If you're not in a state of perpetual worry about the stock market, then you're not really paying attention. This is not Cameron wanting to spew more doom and gloom on investors, but rather my continuous attempt to offer as much assistance in the due diligence process as possible. It seems for some that ignorance is more blissful than being informed and prepared. But to those of you that enjoy a bit of intrigue and the occasional jigsaw puzzles, read on.
What's a day if it does not involve a sale by a Sirius XM (SIRI) insider? Friday, I want to say that I was surprised to learn that two more Sirius executives had sold some of their shares, but "surprise" would not be honest as this has become a recent pattern. Where the company had recorded only 14 total sales over the past two years, these two new sales occurring last Friday now brings the total number of transactions to 9 - this month alone.
This time the sellers were Dara Altman, who executed her sale of over 1 million shares at a price of $2.16 and Thomas Barry, who sold at $2.12 and according to Nasdaq does not have any shares left. The graphic below illustrates the sales as they occurred last week. First, I would be remiss if I didn't say that all of these sales can no longer be a coincidence. The question investors want to know is, what exactly is going on?
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Last week, we spoke about the sales that had taken place in four separate transactions. Three by Patrick Donnelly and one by James Holden - two of which occurred yesterday at market prices as shown in the graphic below.
The sales above were preceded by a series of sales as in the graphic below reported by the Nasdaq that prompted me to ask if Sirius investors were more confident than the insiders? In that article we described the transactions as follows:
According to recent insider activity figures released by the Nasdaq (and as the graphic below shows) there have been some pretty interesting sells from some top executives of the company. And remarkably, what is missing from the "transaction type" column over the past two years are "buys." So it begs the question, why does it appear as if regular investors, or for that matter retail investors, seem to have a firmer belief in the company than those who run it? Said differently, why are we buying when they are selling? As the graphic also shows, Scott Greenstein, the company's Chief Content Officer, has had two sells over the past week - one at $2.14 per share and a price of $2.16. It's interesting that both of his transactions mirrored my trade where I sold ahead of earnings at a price of $2.15 and I was called stupid.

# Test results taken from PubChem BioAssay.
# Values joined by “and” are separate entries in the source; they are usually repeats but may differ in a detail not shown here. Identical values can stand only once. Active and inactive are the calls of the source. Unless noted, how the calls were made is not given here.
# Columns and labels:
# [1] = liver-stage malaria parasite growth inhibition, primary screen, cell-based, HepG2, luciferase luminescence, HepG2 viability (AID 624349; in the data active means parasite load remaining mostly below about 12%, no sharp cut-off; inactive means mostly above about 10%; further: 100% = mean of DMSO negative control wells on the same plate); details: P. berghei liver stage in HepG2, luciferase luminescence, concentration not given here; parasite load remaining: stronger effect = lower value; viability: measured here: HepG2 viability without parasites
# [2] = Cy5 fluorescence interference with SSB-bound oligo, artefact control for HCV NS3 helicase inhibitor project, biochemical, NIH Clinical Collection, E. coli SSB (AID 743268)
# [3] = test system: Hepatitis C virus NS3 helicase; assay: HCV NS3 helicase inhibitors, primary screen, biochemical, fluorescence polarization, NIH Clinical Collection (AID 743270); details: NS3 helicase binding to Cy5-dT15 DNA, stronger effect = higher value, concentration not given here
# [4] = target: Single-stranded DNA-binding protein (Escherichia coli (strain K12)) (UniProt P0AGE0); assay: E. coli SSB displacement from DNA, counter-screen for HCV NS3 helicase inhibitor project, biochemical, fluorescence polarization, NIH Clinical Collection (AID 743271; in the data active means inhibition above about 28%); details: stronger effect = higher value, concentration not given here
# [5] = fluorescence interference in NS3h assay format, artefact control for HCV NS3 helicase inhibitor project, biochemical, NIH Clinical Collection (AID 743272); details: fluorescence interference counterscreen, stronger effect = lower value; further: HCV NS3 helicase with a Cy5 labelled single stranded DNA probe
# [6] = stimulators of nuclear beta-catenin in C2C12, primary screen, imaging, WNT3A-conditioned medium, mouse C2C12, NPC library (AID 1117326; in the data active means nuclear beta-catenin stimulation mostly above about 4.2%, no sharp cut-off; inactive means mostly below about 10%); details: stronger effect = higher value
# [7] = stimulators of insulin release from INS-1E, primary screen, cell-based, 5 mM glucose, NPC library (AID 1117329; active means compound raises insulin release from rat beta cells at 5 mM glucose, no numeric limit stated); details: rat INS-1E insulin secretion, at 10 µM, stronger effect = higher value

Remarkably, all of the transactions above followed the news that CEO Mel Karmazin had initiated plans to exercise some options to sell over 60 million worth of shares. It is possible that all of these events and sales could be entirely coincidental, but I absolutely doubt it. The timing is too suspicious to ignore that there could be something bigger at play here and we will find out one way or another exactly what that might be.
The stock has been on a decent run over the past couple of days to support the theory that investors might believe that Liberty Media (LMCA) is preparing to make a play for the company at any point. There certainly have been a lot of opinions on the matter, but from my standpoint, I continue to feel that Liberty will stand still - basically, I don't see how it can do something that everyone is expecting it do to. I suspect that they will increase their stake of Sirius at some point, I just don't believe it will be an event that will be grossly beneficial to current shareholders in terms of current expectations.